While the premise and moral of this short is quite lovely, this short film, in my opinion, should have been edited waaaay back, and was just so noisy and overwhelming. I had heard a lot of praise bestowed upon this animated short, and after viewing it I just cannot understand why. Not only did I dislike it, but I don’t even think it was the best Pixar short this year! The quieter and lovely little short Lava, which accompanied Inside Out in theaters, was more cohesive, to the point, and worked from beginning to end, even though very simple. Sanjay’s Super Team attempts to show how a first generation child of immigrants attempts to marry his family’s culture and heritage with his newfound interests provided by his family’s adoptive home, specifically Hindu gods and a love for superheroes and video games. The end result is a bombastic and overly saturated disco jam that is reminiscent of Street Fighter arcade games and a bad eighties rave with Vishnu, Durga, and Hanuman battling Ravana. Seriously: WTF?!
WE CAN’T LIVE WITHOUT COSMOS
Writer & Director: Konstantin Bronzit
Composer: Valentin Vasenkov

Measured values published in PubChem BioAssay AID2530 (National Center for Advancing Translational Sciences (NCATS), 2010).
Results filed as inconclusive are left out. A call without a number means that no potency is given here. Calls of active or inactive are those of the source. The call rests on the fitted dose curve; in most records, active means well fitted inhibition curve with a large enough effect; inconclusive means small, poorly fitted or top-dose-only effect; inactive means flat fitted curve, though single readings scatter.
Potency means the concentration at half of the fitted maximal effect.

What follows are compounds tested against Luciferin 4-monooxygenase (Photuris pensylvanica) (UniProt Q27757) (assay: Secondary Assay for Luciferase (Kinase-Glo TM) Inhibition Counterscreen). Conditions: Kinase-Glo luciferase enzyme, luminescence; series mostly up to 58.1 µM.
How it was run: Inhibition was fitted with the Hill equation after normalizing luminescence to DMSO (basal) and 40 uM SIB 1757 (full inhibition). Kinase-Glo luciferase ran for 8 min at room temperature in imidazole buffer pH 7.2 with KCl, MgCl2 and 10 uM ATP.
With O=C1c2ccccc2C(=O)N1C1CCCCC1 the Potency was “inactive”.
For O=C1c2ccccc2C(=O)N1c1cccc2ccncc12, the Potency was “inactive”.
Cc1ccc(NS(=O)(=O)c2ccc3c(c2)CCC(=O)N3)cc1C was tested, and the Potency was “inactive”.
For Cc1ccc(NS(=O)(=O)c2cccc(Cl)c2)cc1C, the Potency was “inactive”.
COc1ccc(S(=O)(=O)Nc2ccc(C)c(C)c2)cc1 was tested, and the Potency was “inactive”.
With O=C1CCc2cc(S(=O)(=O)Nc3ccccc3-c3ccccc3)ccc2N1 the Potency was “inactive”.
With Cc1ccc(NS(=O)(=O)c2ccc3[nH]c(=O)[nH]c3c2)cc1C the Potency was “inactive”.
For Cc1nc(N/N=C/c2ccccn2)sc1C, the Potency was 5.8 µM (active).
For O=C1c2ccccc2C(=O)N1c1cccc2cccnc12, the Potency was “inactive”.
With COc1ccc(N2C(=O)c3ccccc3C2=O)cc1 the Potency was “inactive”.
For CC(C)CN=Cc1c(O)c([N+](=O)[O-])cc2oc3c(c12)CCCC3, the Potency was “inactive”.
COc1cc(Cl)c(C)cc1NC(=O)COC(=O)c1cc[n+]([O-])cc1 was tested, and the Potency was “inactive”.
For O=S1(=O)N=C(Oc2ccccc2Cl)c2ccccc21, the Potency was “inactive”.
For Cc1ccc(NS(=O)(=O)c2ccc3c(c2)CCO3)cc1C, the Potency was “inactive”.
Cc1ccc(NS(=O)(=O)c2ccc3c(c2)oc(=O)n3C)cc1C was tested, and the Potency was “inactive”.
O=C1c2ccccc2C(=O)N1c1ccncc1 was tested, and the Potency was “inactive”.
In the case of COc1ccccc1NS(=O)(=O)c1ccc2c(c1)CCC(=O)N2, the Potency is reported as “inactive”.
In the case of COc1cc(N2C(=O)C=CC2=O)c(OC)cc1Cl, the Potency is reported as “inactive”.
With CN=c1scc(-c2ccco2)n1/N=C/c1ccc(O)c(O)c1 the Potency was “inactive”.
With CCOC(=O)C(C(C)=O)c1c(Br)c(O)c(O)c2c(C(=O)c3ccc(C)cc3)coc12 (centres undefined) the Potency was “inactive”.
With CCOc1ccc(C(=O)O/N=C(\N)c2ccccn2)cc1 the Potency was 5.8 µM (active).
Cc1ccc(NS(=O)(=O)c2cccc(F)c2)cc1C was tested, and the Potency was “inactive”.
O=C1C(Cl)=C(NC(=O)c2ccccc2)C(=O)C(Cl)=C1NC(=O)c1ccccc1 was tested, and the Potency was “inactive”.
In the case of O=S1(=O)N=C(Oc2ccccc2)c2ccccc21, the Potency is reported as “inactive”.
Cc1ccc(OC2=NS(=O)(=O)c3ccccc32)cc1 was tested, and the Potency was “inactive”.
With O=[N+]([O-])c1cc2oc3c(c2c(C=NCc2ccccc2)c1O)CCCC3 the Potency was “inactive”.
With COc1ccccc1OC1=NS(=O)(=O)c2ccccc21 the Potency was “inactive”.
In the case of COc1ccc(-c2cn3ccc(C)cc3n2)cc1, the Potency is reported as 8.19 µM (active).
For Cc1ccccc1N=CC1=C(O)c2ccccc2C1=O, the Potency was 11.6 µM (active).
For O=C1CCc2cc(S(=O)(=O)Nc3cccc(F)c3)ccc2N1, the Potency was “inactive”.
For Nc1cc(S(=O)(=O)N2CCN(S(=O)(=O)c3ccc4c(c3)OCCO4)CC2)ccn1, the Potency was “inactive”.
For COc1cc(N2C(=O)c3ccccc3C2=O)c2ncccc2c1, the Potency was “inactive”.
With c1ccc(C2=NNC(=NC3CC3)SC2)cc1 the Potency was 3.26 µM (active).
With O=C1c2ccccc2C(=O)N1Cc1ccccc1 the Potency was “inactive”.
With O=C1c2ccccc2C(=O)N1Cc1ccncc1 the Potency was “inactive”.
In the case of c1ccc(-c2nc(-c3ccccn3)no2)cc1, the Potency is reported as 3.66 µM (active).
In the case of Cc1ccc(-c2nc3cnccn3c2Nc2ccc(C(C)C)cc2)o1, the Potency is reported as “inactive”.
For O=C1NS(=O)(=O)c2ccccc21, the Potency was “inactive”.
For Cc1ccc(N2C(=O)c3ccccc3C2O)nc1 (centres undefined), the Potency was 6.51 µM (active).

I quite liked this Russian entry in the category. A beautiful story about friendship and loss, We Can’t Live Without Cosmos recounts the story of two childhood friends who together become astronauts and excel over all over recruits in the program. A tragedy separates the two best friends and what follows is a study on depression, loneliness, and the inability to cope when the most important person in your life is taken away from you. As much as I liked the film, I did find it a bit puzzling. The relationship between the two men, and the heartache that is explored after the incident, was so emotional and the devastation so deep that it was hard not to read the movie as borderline homo-romantic (it did win at least one LGBT festival award from what I could find), and thusly perplexing as it comes from a country that isn’t exactly gay-friendly. Regardless of how the story is read, it is still a lovely little silent film about friendship and true love, never mind if romantic or platonic.